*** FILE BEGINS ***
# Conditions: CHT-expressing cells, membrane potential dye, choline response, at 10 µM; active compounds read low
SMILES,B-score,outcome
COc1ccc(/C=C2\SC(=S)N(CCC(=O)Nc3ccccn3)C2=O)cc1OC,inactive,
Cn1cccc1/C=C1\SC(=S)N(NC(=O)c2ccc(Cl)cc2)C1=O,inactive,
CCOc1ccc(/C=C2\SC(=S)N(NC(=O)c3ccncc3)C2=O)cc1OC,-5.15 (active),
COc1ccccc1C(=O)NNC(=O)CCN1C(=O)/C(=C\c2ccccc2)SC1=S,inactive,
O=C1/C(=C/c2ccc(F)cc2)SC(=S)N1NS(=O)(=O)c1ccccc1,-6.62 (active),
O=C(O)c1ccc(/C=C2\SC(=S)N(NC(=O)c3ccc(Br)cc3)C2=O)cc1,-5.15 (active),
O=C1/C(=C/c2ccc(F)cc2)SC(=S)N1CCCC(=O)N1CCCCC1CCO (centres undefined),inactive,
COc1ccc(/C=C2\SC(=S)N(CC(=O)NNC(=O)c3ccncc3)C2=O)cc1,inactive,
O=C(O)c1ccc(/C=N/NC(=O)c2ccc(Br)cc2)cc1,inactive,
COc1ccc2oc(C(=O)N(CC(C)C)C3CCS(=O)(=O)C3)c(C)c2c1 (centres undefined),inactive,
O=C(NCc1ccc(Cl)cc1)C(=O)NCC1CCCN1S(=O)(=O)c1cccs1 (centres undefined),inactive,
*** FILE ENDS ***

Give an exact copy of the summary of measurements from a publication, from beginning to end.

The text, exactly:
# Conditions: CHT-expressing cells, membrane potential dye, choline response, at 10 µM; active compounds read low
SMILES,B-score,outcome
COc1ccc(/C=C2\SC(=S)N(CCC(=O)Nc3ccccn3)C2=O)cc1OC,inactive,
Cn1cccc1/C=C1\SC(=S)N(NC(=O)c2ccc(Cl)cc2)C1=O,inactive,
CCOc1ccc(/C=C2\SC(=S)N(NC(=O)c3ccncc3)C2=O)cc1OC,-5.15 (active),
COc1ccccc1C(=O)NNC(=O)CCN1C(=O)/C(=C\c2ccccc2)SC1=S,inactive,
O=C1/C(=C/c2ccc(F)cc2)SC(=S)N1NS(=O)(=O)c1ccccc1,-6.62 (active),
O=C(O)c1ccc(/C=C2\SC(=S)N(NC(=O)c3ccc(Br)cc3)C2=O)cc1,-5.15 (active),
O=C1/C(=C/c2ccc(F)cc2)SC(=S)N1CCCC(=O)N1CCCCC1CCO (centres undefined),inactive,
COc1ccc(/C=C2\SC(=S)N(CC(=O)NNC(=O)c3ccncc3)C2=O)cc1,inactive,
O=C(O)c1ccc(/C=N/NC(=O)c2ccc(Br)cc2)cc1,inactive,
COc1ccc2oc(C(=O)N(CC(C)C)C3CCS(=O)(=O)C3)c(C)c2c1 (centres undefined),inactive,
O=C(NCc1ccc(Cl)cc1)C(=O)NCC1CCCN1S(=O)(=O)c1cccs1 (centres undefined),inactive,